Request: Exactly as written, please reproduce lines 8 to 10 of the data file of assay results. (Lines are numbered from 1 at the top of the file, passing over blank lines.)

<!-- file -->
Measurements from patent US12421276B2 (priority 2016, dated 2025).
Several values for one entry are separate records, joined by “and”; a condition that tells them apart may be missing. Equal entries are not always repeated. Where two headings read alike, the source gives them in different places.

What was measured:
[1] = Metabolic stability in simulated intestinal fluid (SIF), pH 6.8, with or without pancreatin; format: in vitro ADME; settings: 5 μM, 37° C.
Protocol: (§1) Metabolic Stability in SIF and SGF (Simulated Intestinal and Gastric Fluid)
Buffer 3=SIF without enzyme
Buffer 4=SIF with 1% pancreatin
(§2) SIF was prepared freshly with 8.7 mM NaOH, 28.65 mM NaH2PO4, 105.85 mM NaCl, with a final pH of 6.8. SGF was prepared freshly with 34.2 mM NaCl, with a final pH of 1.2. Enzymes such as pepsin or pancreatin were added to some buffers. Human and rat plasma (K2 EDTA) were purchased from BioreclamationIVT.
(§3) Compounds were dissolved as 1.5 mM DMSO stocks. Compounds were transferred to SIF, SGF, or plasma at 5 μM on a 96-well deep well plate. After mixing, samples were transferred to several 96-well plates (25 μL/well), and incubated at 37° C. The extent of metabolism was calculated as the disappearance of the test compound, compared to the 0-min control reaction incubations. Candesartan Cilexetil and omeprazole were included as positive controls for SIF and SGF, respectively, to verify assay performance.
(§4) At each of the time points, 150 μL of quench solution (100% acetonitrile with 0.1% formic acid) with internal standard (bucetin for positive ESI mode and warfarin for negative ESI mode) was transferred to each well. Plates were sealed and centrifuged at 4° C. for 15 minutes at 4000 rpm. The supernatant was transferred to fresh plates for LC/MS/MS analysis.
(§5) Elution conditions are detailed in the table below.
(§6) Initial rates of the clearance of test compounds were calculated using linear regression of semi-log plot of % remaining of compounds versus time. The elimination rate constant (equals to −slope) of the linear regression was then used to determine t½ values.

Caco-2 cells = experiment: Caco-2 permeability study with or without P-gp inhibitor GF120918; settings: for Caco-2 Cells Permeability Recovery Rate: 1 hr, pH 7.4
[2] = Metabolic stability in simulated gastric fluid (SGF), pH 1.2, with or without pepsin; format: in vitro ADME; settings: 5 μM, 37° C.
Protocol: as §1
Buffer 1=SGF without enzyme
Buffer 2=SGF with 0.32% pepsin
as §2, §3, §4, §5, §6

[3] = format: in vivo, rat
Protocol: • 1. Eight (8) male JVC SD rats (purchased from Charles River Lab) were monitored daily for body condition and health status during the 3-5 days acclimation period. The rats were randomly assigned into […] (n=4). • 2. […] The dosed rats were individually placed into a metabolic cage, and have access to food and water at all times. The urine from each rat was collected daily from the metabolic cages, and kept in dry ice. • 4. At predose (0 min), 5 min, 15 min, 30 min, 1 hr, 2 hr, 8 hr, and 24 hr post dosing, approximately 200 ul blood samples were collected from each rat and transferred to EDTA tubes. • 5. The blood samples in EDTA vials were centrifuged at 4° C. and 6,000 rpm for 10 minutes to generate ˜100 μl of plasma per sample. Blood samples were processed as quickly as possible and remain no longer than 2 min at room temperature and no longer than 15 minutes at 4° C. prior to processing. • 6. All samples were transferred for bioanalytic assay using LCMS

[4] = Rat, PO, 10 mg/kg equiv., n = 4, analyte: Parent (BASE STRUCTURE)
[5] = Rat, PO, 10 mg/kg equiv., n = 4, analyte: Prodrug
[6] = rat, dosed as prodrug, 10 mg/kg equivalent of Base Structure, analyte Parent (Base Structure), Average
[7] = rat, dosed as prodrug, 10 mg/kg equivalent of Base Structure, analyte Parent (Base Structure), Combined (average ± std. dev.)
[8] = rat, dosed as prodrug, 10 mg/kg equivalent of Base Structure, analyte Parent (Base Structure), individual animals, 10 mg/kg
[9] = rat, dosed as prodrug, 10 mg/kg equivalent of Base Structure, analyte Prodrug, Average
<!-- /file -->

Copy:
(§2) SIF was prepared freshly with 8.7 mM NaOH, 28.65 mM NaH2PO4, 105.85 mM NaCl, with a final pH of 6.8. SGF was prepared freshly with 34.2 mM NaCl, with a final pH of 1.2. Enzymes such as pepsin or pancreatin were added to some buffers. Human and rat plasma (K2 EDTA) were purchased from BioreclamationIVT.
(§3) Compounds were dissolved as 1.5 mM DMSO stocks. Compounds were transferred to SIF, SGF, or plasma at 5 μM on a 96-well deep well plate. After mixing, samples were transferred to several 96-well plates (25 μL/well), and incubated at 37° C. The extent of metabolism was calculated as the disappearance of the test compound, compared to the 0-min control reaction incubations. Candesartan Cilexetil and omeprazole were included as positive controls for SIF and SGF, respectively, to verify assay performance.
(§4) At each of the time points, 150 μL of quench solution (100% acetonitrile with 0.1% formic acid) with internal standard (bucetin for positive ESI mode and warfarin for negative ESI mode) was transferred to each well. Plates were sealed and centrifuged at 4° C. for 15 minutes at 4000 rpm. The supernatant was transferred to fresh plates for LC/MS/MS analysis.